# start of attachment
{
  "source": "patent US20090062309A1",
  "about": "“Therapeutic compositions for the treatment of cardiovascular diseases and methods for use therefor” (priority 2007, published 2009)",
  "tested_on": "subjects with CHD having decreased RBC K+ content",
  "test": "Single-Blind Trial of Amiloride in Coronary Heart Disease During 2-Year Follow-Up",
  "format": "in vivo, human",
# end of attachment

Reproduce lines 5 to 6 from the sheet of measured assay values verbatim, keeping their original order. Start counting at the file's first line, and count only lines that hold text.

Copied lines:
  "test": "Single-Blind Trial of Amiloride in Coronary Heart Disease During 2-Year Follow-Up",
  "format": "in vivo, human",